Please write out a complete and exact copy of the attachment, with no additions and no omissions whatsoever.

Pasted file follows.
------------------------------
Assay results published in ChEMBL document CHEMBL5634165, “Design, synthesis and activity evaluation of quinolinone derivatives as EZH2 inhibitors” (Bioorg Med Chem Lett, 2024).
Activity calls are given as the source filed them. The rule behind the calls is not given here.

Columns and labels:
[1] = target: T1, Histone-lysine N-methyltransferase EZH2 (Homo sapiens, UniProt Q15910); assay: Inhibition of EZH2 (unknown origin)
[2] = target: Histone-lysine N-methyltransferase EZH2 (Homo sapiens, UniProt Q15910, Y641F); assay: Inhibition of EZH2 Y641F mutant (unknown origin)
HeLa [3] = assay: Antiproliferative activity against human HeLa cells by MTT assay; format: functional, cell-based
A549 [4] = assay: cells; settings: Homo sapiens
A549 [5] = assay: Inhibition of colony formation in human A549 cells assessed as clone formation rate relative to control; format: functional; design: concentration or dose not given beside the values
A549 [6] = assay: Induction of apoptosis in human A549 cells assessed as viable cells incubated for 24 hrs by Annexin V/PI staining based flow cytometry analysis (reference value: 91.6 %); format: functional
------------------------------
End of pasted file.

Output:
Assay results published in ChEMBL document CHEMBL5634165, “Design, synthesis and activity evaluation of quinolinone derivatives as EZH2 inhibitors” (Bioorg Med Chem Lett, 2024).
Activity calls are given as the source filed them. The rule behind the calls is not given here.

Columns and labels:
[1] = target: T1, Histone-lysine N-methyltransferase EZH2 (Homo sapiens, UniProt Q15910); assay: Inhibition of EZH2 (unknown origin)
[2] = target: Histone-lysine N-methyltransferase EZH2 (Homo sapiens, UniProt Q15910, Y641F); assay: Inhibition of EZH2 Y641F mutant (unknown origin)
HeLa [3] = assay: Antiproliferative activity against human HeLa cells by MTT assay; format: functional, cell-based
A549 [4] = assay: cells; settings: Homo sapiens
A549 [5] = assay: Inhibition of colony formation in human A549 cells assessed as clone formation rate relative to control; format: functional; design: concentration or dose not given beside the values
A549 [6] = assay: Induction of apoptosis in human A549 cells assessed as viable cells incubated for 24 hrs by Annexin V/PI staining based flow cytometry analysis (reference value: 91.6 %); format: functional